Font size:



Camp chess pieces found in one of the historic buildings


The unique and unusual chess pieces were discovered during adaptation work at Block 8 in the former Auschwitz I camp for the New Main Exhibition.


The collection, found beneath the floor of the first floor of the historic building, comprises 35 cardboard squares of different sizes containing hand-drawn chess pieces.

‘Several drawings may be a bit blurry, but the images of rooks, pawns, bishops, or knights are still easily distinguishable. Nevertheless, the set is incomplete, and some squares no longer have any traces of the drawing. Our evaluation shows that the objects are in good state of preservation. They will now be subjected to conservation treatment,’ said Elżbieta Cajzer, head of the Museum's Collections.

The Collection already comprises two sets of wooden miniature chess pieces, bread-made chess figures, hand-drawn game boards, and cardboard playing cards featuring representations of figures discovered during comparable work in another building.

‘The discovered chess pieces are unique in that they were crafted from prefabricated cardboard in a relatively primitive way. We assume the focus was not on the aesthetic qualities but on functionality, easy portability, and quick concealment,’ emphasised Cajzer.

Perhaps the chess pieces will be displayed at the original site where they were discovered, as a forthcoming new exhibition showcasing daily life in the camp will be presented in Block 8.

‘Cards with images of chess pieces fit into the display case, which we have titled “evening time.” Our topic will revolve around the short, theoretically free time for prisoners between the evening roll call and the declaration of curfew. We already have a wooden board and a pawn. They help one understand the overwhelming urge to escape the harsh reality of the camp. Prisoners tried to spend their free time playing various games, among other things. Chess and cards were popular games people could make themselves using illegally acquired pieces of cardboard or wood,’ said Magdalena Urbaniak of the New Main Exhibition team.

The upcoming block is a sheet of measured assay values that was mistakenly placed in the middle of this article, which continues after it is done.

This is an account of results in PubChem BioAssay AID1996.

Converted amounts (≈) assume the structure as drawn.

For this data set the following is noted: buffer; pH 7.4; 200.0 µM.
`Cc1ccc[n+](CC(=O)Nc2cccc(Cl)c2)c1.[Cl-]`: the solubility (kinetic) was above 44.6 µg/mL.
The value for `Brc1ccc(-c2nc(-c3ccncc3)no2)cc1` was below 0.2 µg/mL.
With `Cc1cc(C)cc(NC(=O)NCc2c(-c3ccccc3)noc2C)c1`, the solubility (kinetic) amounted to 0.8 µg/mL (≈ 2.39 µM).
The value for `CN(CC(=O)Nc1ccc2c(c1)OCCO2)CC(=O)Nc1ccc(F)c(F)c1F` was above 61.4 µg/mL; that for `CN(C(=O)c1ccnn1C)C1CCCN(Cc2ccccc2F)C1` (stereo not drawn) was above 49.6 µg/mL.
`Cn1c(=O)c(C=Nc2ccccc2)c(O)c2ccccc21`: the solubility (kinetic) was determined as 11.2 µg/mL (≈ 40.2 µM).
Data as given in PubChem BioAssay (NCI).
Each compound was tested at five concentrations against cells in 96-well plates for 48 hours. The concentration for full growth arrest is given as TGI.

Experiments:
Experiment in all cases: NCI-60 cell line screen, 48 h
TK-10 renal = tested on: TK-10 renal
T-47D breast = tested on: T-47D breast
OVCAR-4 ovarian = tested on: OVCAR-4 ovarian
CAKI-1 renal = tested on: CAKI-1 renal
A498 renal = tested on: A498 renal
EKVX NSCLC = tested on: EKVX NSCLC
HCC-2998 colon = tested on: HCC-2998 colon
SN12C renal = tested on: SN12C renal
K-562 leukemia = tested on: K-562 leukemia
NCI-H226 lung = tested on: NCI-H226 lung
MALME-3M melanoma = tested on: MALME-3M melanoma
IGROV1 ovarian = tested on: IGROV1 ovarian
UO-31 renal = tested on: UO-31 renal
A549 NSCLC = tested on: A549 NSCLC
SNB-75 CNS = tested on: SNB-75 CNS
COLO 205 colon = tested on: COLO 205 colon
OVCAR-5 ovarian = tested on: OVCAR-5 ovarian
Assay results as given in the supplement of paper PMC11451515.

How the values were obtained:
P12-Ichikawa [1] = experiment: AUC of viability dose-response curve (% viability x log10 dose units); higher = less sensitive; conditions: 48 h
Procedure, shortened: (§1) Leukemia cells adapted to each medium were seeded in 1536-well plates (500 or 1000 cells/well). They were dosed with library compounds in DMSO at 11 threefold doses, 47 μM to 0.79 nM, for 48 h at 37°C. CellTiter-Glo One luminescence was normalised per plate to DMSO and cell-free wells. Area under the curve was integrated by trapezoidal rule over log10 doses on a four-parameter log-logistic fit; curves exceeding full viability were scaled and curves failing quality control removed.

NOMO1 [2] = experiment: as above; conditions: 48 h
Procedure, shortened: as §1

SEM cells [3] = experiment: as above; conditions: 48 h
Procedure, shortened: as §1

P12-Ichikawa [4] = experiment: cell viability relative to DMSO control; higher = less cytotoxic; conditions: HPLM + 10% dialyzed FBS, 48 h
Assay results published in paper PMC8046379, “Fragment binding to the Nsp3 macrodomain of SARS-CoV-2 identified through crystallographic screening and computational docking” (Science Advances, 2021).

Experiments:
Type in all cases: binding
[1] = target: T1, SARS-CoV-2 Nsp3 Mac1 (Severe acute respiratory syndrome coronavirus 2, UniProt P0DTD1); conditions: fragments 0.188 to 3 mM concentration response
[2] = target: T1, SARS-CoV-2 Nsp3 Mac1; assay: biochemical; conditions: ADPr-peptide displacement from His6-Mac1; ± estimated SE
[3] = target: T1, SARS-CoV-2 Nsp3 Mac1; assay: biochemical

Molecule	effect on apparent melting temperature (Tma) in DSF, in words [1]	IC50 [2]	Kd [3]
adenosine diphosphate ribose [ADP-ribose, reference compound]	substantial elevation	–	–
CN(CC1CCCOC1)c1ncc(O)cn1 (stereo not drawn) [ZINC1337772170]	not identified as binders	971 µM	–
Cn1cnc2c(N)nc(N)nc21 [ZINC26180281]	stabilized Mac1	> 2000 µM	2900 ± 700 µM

The Museum's exhibition “Sport and Sportspeople at KL Auschwitz” reads: "Camp prisoners treated mental activities as a respite from the brutal camp reality. The necessary items for the game were most often produced illegally by prisoners. Wood, paper, and less frequently, other available materials, such as breadcrumbs, served as material. Some of the gaming paraphernalia illegally made its way to the camp's prisoners from luggage confiscated from Jewish victims."

A Survivor Jan Dziopek, worked as a warehouseman in the camp's carpentry shop, where he crafted chess pieces and boxes. In his account, he recalled: "I had a lot of orders, even from SS men. However, I was reluctant to fulfil them. Nonetheless, I had to fulfil their orders because, under the guise of working for them, I could fulfil the requests of my colleagues, who paid me with rations of bread or camp soup. My colleagues from kitchens and various warehouses purchased these items from me, as they had no difficulty obtaining food. I won't go into detail about the number of times and how many lashes I received for this. As I could not tinker in the warehouse for fear of getting caught, I created a secret hideout in the attic and transferred all the required tools from the warehouse. I tinkered there for hours."

The exhibition "Sports and Sportspeople at KL Auschwitz" is available for loan as a travelling exhibition.